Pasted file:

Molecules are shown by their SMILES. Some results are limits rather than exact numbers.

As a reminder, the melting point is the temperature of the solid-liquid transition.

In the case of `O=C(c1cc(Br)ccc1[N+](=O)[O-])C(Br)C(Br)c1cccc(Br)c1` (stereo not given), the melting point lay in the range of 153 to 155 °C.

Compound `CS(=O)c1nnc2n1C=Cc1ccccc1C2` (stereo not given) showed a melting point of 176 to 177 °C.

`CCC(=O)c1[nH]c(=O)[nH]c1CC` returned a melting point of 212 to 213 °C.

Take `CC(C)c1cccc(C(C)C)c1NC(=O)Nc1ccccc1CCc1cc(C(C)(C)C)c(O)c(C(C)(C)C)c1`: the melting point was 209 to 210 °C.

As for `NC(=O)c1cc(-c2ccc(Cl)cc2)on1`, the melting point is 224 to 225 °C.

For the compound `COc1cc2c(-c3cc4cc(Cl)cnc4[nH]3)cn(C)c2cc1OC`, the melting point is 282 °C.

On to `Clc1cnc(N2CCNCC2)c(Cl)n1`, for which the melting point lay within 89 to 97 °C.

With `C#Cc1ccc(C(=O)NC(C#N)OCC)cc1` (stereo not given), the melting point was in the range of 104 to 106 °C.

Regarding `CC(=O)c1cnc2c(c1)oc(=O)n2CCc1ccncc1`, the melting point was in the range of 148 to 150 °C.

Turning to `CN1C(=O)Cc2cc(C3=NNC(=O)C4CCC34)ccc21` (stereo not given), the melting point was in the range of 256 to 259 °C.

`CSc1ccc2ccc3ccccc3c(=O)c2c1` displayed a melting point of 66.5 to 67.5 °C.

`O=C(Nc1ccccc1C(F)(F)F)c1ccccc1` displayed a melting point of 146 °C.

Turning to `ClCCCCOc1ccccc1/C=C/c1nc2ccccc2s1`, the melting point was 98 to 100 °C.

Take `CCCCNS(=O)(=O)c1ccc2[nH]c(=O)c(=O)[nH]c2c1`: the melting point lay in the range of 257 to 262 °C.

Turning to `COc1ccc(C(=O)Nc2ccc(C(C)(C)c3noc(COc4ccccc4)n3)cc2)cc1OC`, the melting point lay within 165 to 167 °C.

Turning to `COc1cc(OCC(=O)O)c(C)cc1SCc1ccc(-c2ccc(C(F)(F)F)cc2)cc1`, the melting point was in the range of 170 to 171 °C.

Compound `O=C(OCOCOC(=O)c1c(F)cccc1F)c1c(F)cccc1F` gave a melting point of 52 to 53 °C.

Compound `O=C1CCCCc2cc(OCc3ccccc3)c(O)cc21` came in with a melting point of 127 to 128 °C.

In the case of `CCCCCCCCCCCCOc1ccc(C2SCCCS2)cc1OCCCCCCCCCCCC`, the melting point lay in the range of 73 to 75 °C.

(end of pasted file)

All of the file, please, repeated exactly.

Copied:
Molecules are shown by their SMILES. Some results are limits rather than exact numbers.

As a reminder, the melting point is the temperature of the solid-liquid transition.

In the case of `O=C(c1cc(Br)ccc1[N+](=O)[O-])C(Br)C(Br)c1cccc(Br)c1` (stereo not given), the melting point lay in the range of 153 to 155 °C.

Compound `CS(=O)c1nnc2n1C=Cc1ccccc1C2` (stereo not given) showed a melting point of 176 to 177 °C.

`CCC(=O)c1[nH]c(=O)[nH]c1CC` returned a melting point of 212 to 213 °C.

Take `CC(C)c1cccc(C(C)C)c1NC(=O)Nc1ccccc1CCc1cc(C(C)(C)C)c(O)c(C(C)(C)C)c1`: the melting point was 209 to 210 °C.

As for `NC(=O)c1cc(-c2ccc(Cl)cc2)on1`, the melting point is 224 to 225 °C.

For the compound `COc1cc2c(-c3cc4cc(Cl)cnc4[nH]3)cn(C)c2cc1OC`, the melting point is 282 °C.

On to `Clc1cnc(N2CCNCC2)c(Cl)n1`, for which the melting point lay within 89 to 97 °C.

With `C#Cc1ccc(C(=O)NC(C#N)OCC)cc1` (stereo not given), the melting point was in the range of 104 to 106 °C.

Regarding `CC(=O)c1cnc2c(c1)oc(=O)n2CCc1ccncc1`, the melting point was in the range of 148 to 150 °C.

Turning to `CN1C(=O)Cc2cc(C3=NNC(=O)C4CCC34)ccc21` (stereo not given), the melting point was in the range of 256 to 259 °C.

`CSc1ccc2ccc3ccccc3c(=O)c2c1` displayed a melting point of 66.5 to 67.5 °C.

`O=C(Nc1ccccc1C(F)(F)F)c1ccccc1` displayed a melting point of 146 °C.

Turning to `ClCCCCOc1ccccc1/C=C/c1nc2ccccc2s1`, the melting point was 98 to 100 °C.

Take `CCCCNS(=O)(=O)c1ccc2[nH]c(=O)c(=O)[nH]c2c1`: the melting point lay in the range of 257 to 262 °C.

Turning to `COc1ccc(C(=O)Nc2ccc(C(C)(C)c3noc(COc4ccccc4)n3)cc2)cc1OC`, the melting point lay within 165 to 167 °C.

Turning to `COc1cc(OCC(=O)O)c(C)cc1SCc1ccc(-c2ccc(C(F)(F)F)cc2)cc1`, the melting point was in the range of 170 to 171 °C.

Compound `O=C(OCOCOC(=O)c1c(F)cccc1F)c1c(F)cccc1F` gave a melting point of 52 to 53 °C.

Compound `O=C1CCCCc2cc(OCc3ccccc3)c(O)cc21` came in with a melting point of 127 to 128 °C.

In the case of `CCCCCCCCCCCCOc1ccc(C2SCCCS2)cc1OCCCCCCCCCCCC`, the melting point lay in the range of 73 to 75 °C.